Scenario one: Someone is beaten in the corner of a room. They are beaten about the head area, so there are multiple lacerations, contusions and fractures. You anticipate that the spatter radiates out from the source. I use a corner as an example because you see there are six different mechanisms that create patterns. One is impact. I’d see spatter on at least two walls, in this case. I look at ellipses or the ‘area of origin’ where it happened. And as a person bleeds out over the evening, there is a large pool of blood.

Scenario two: You’re in a large gym. A person is in the middle of the floor and the same thing happens. (They are beaten about the head area.) Some of the spatter is going to go out quite a distance because you don’t have those vertical walls close by. And the victim is slowly bleeding out, because gravity takes over after death and the body continues to lose blood. Much of the spatter on ground will be covered over by pooling and an accumulation of blood. Would it preclude me from coming up with the conclusion that the person was beaten? [Spatter] is still going to be left behind.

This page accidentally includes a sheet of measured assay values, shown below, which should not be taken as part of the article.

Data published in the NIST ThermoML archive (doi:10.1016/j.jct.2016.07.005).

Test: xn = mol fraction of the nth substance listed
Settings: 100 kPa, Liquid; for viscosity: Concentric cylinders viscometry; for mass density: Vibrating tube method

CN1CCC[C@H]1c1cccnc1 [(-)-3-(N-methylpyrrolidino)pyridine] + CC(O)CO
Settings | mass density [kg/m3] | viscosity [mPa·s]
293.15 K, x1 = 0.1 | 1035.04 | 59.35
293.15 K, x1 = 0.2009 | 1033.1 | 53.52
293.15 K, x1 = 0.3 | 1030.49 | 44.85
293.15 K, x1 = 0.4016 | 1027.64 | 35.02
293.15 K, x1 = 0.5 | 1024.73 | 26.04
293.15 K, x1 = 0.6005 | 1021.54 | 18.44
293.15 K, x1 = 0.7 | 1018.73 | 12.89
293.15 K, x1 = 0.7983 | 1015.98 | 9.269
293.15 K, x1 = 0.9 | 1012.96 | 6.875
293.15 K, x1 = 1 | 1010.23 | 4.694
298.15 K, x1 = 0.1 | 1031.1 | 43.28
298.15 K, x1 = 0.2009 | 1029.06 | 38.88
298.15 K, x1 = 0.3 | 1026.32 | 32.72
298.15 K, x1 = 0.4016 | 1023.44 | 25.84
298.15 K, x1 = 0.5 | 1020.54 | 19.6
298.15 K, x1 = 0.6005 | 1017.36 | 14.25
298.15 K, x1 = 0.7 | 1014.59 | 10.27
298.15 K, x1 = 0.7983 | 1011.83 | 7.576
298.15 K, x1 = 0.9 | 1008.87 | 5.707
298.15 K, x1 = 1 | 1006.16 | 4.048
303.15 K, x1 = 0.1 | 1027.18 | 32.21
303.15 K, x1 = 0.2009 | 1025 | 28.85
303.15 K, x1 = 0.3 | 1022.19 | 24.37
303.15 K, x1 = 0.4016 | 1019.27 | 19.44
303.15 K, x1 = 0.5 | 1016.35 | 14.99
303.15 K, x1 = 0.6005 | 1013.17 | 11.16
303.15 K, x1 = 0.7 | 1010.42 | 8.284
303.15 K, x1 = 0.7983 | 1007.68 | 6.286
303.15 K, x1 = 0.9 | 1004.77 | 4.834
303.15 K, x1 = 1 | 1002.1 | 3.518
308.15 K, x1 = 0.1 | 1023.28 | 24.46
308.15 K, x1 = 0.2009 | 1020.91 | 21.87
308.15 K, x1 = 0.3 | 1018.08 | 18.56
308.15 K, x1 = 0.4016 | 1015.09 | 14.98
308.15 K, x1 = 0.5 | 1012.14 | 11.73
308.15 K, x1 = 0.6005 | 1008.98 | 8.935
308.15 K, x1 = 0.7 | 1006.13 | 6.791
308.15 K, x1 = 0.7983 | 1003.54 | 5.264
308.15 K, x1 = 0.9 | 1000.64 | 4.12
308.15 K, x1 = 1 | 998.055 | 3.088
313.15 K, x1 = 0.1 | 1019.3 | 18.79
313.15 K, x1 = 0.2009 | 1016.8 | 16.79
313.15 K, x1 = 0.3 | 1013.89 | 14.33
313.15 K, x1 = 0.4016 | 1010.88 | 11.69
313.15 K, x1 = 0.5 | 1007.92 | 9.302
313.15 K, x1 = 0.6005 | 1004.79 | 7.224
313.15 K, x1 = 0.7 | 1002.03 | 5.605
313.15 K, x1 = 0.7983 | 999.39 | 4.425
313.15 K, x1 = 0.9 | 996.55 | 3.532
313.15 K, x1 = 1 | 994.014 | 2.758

Related Features:

What’s It Really Like at a Forensic Body Farm?

Challenges and Surprises of Crime Scene Investigating

How Accurate Are Crime Scenes on TV? A Retired CSI Detective Tells All

Related Content

How can we improve this experience?